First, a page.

Optimism of the Master Cutler

The new Master Cutler  Neil MacDonald on his way to Sheffield Cathedral, with the outgoing Master Cutler  Mrs Pam Liversidge
The new Master Cutler Neil MacDonald on his way to Sheffield Cathedral, with the outgoing Master Cutler Mrs Pam Liversidge
Have your say

When new Master Cutler Neil MacDonald left Firth Rixson, after helping to turn the forgings group into a major international player, he didn’t have a clue what he was going to do.

“I was only 50. Firth Rixson had been my life. I spent 20 years there, which is a huge chunk of your life. I didn’t want to retire and I didn’t really have any other interests at that point,” says the chartered accountant who readily admits he gets a buzz out of manufacturing.

Now still aged only 56, the big question for Neil MacDonald is not so much what to do, but how to find the time to do it.

Since deciding it was time to move on from Firth Rixson, he has been finance director at Rotherham’s leading profit maker AES Engineering – a role he is now relinquishing to be Master Cutler – and held a series of non-executive and voluntary roles.

Until last year, he was a non-executive director of Rotherham NHS Foundation Trust, helping the Trust as it adapted to its new status, powers and the need to develop financial controls.

He has been a Sheffield Theatres trustee since 2005 and is currently the trust’s vice chairman and is also on the boards of Sheffield Children’s Hospital, the Cathedral Archer Project and Whirlow Hall Farm Trust, in addition to being a member of Sheffield University’s Finance Committee.

On the commercial front, he is on the board of specialist construction group, Horbury Construction and has been advising Penistone Road-based Independent Forgings & Alloys.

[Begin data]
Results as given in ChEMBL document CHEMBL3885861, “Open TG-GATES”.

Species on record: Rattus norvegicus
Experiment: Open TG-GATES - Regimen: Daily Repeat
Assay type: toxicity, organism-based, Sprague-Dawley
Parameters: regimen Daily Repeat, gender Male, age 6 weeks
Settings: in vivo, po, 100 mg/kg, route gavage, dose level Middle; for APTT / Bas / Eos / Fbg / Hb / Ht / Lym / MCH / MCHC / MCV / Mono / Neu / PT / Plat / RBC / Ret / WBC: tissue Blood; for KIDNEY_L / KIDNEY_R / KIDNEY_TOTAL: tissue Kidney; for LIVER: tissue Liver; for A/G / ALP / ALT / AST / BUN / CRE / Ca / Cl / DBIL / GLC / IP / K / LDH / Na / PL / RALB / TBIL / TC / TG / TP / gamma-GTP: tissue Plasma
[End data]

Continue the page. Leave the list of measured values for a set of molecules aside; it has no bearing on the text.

“One of my major problems is an inability to say no!” says Mr MacDonald, but he doesn’t regret that.

“The way I look at it is it is a great opportunity to give something back. Sheffield and the region has been good to me, it is nice to be able to give something back and it is really quite fulfilling.”

Neil MacDonald is looking forward to being manufacturing’s leading spokesman in Hallamshire – an historic region which takes in much of what is now the Sheffield City Region.

“I am proud to represent manufacturing. I get a buzz out of manufacturing and I have spent nearly a quarter of a century involved in it.

“I have never classed myself as a typical finance director. I have always found people to delegate the boring numbers bit,” adds Mr MacDonald, who was most excited by the opportunity to play a leading role in mergers and acquisitions which Firth Rixson and then AES offered him.

Neil MacDonald is optimistic about the future of manufacturing and the Sheffield City Region.

“Our position is not as bad as some people want to make out. It’s still patchy. Retail is struggling, construction is difficult, but the best are surviving and getting through the current situation by building a niche.

“I’m fairly optimistic. I have become more of a glass half full person. Sheffield is an exciting place to be, with the Advanced Manufacturing Research Centre, the University technical College, the City Deal and what Sheffield University is doing with its engineering faculty.

“The Local Enterprise Partnership has made considerable progress, compared with other LEPs, which aren’t working as well with their local councils and we will see what the Enterprise Zone brings in terms of inward investment.

“Then there is the City Deal and developments which will give the region much more control over its own purse strings.”

Neil MacDonald also highlights the success of local initiatives like MADE: The Entrepreneur Festival and the Global Manufacturing Festival, as well as the opportunity that next year’s centenary of Harry Brearley’s discovery of stainless steel brings to promote Sheffield’s name and reputation for innovation, excellence and entrepreneurship.

Within the Company of Cutlers itself, he sees opportunities to build on what has been achieved in the last three years in terms of representing manufacturing at local, regional and national levels.

Mr MacDonald also wants to keep pressing ahead with the Cutlers’ Curriculum initiative, launched by Past Master Pam Liversidge, which is designed to provide school leavers with the basic skills they will need in the workplace and the guarantee of a job interview.

And, he has pledged to raise the profile of women within the Cutlers’ Company.